2) As far as historical/mythical, I would say both.  Big truths about things like human nature aren't just true in the abstract - they actually have a material existence in individuals.  That there was a first human choice about the good, that happened in time, is true.  But I would not really call the story a historical account which has certain connotations around narrative facts.  It's more toward mythology in being an account that is symbolic in terms of questions around the nature of reality, choice, metaphysics, and so in - it's more like literature.

 

I'd also say a common view in my denomination, at least those with some education, is to follow Augustine in saying that there is a sense in which the Fall happened before it was instantiated physically.  

 

I'd tend to say it would be difficult to pull apart how much of the account was factual in a modern sense.

 

3) Eve shows what a decision to choose untruth can look like, what can motivate it, and it's consequences.  Specifically what happens when nature, even one part of it, becomes alienated from the Divine, it's formal source.

 

ETA; other things - I think one thing the story of the Fall shows us is that the thing Eve wanted was itself a good - that tells us something about the nature of sin.  She and Adam are also the template for marriage as a natural physical relationship.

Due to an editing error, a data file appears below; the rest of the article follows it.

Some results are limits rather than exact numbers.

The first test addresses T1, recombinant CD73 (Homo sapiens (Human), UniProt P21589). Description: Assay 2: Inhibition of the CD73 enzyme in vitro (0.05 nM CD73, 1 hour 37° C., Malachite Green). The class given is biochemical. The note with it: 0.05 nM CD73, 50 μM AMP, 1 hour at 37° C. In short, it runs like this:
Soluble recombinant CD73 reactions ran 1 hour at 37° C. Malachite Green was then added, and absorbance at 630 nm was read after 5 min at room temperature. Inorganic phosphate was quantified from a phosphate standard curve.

Edited by Bluegoat
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Eve did not seek "untruth" in the story. She sought to become a being who could see the difference between good and evil. Have such an ability is the only way to know the truth and to know falsehoods. 

 

God (in the story) confirms that by this act that Eva has become more like gods by becoming moral beings. 

 

In not sure how going from amoral creatures who lack moral-discernment to moral being constitutes a "Fall," but that's what keeps theologians and religious apologists busy, I suppose.

 

Bill

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Eve did not seek "untruth" in the story. She sought to become a being who could see the difference between good and evil. Have such an ability is the only way to know the truth and to know falsehoods.